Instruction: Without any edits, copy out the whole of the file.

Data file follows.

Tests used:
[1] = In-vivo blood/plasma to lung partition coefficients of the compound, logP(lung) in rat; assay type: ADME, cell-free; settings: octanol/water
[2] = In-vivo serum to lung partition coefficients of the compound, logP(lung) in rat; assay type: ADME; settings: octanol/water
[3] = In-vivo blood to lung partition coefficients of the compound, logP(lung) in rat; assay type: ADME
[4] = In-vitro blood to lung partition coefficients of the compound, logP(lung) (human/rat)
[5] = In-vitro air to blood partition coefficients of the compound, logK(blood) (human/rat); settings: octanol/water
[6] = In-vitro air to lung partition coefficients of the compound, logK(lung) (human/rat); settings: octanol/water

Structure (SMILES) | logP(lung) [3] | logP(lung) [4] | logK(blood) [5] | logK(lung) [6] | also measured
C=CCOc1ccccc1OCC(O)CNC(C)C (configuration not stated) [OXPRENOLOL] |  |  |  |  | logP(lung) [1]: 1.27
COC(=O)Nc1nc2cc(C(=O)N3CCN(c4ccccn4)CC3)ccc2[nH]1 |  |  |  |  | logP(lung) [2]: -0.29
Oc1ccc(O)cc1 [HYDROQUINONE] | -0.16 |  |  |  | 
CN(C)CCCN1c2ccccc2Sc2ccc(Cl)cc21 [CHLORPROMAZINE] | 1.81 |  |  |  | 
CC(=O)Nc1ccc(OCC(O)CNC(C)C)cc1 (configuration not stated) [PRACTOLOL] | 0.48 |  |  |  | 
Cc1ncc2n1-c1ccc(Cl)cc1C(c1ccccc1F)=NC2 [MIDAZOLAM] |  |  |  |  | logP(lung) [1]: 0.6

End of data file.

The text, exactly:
Tests used:
[1] = In-vivo blood/plasma to lung partition coefficients of the compound, logP(lung) in rat; assay type: ADME, cell-free; settings: octanol/water
[2] = In-vivo serum to lung partition coefficients of the compound, logP(lung) in rat; assay type: ADME; settings: octanol/water
[3] = In-vivo blood to lung partition coefficients of the compound, logP(lung) in rat; assay type: ADME
[4] = In-vitro blood to lung partition coefficients of the compound, logP(lung) (human/rat)
[5] = In-vitro air to blood partition coefficients of the compound, logK(blood) (human/rat); settings: octanol/water
[6] = In-vitro air to lung partition coefficients of the compound, logK(lung) (human/rat); settings: octanol/water

Structure (SMILES) | logP(lung) [3] | logP(lung) [4] | logK(blood) [5] | logK(lung) [6] | also measured
C=CCOc1ccccc1OCC(O)CNC(C)C (configuration not stated) [OXPRENOLOL] |  |  |  |  | logP(lung) [1]: 1.27
COC(=O)Nc1nc2cc(C(=O)N3CCN(c4ccccn4)CC3)ccc2[nH]1 |  |  |  |  | logP(lung) [2]: -0.29
Oc1ccc(O)cc1 [HYDROQUINONE] | -0.16 |  |  |  | 
CN(C)CCCN1c2ccccc2Sc2ccc(Cl)cc21 [CHLORPROMAZINE] | 1.81 |  |  |  | 
CC(=O)Nc1ccc(OCC(O)CNC(C)C)cc1 (configuration not stated) [PRACTOLOL] | 0.48 |  |  |  | 
Cc1ncc2n1-c1ccc(Cl)cc1C(c1ccccc1F)=NC2 [MIDAZOLAM] |  |  |  |  | logP(lung) [1]: 0.6